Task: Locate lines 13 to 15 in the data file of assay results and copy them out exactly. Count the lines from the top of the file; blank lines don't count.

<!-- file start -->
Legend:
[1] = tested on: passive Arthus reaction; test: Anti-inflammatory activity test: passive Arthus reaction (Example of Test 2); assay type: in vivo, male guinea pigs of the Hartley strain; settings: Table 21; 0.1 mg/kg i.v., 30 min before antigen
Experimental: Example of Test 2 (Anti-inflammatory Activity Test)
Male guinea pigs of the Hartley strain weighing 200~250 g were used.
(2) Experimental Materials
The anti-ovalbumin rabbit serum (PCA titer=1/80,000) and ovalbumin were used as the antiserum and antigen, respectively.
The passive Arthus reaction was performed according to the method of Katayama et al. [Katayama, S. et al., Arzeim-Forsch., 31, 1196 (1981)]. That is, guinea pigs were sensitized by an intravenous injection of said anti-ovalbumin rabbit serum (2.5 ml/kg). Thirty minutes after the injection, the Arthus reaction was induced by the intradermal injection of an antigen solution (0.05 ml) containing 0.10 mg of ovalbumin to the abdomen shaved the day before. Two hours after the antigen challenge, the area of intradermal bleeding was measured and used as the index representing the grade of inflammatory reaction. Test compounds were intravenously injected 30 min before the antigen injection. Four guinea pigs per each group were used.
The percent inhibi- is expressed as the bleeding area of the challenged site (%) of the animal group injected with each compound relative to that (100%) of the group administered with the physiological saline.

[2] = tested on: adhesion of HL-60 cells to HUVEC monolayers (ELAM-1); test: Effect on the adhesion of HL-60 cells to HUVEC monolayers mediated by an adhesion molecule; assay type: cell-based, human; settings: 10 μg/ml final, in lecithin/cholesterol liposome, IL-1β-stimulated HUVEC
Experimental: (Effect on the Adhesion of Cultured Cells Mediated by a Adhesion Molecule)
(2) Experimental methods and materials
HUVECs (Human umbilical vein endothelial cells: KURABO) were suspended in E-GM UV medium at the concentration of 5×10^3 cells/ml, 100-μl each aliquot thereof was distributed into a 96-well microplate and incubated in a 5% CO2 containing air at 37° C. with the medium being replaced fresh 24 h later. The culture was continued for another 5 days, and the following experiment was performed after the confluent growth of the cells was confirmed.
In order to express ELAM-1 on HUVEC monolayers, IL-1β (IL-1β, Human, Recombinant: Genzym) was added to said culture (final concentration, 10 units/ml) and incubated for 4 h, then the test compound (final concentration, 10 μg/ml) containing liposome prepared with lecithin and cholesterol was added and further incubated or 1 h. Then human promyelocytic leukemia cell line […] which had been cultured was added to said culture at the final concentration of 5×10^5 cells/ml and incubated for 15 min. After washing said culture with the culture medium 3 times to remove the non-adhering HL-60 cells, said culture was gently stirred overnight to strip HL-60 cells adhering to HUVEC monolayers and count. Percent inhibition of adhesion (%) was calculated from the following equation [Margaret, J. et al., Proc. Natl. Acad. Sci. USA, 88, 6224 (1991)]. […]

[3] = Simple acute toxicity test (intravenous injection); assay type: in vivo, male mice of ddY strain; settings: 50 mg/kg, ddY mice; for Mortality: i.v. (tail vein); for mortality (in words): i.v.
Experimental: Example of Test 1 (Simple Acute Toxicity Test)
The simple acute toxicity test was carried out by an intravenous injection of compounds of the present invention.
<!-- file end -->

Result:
In order to express ELAM-1 on HUVEC monolayers, IL-1β (IL-1β, Human, Recombinant: Genzym) was added to said culture (final concentration, 10 units/ml) and incubated for 4 h, then the test compound (final concentration, 10 μg/ml) containing liposome prepared with lecithin and cholesterol was added and further incubated or 1 h. Then human promyelocytic leukemia cell line […] which had been cultured was added to said culture at the final concentration of 5×10^5 cells/ml and incubated for 15 min. After washing said culture with the culture medium 3 times to remove the non-adhering HL-60 cells, said culture was gently stirred overnight to strip HL-60 cells adhering to HUVEC monolayers and count. Percent inhibition of adhesion (%) was calculated from the following equation [Margaret, J. et al., Proc. Natl. Acad. Sci. USA, 88, 6224 (1991)]. […]

[3] = Simple acute toxicity test (intravenous injection); assay type: in vivo, male mice of ddY strain; settings: 50 mg/kg, ddY mice; for Mortality: i.v. (tail vein); for mortality (in words): i.v.
Experimental: Example of Test 1 (Simple Acute Toxicity Test)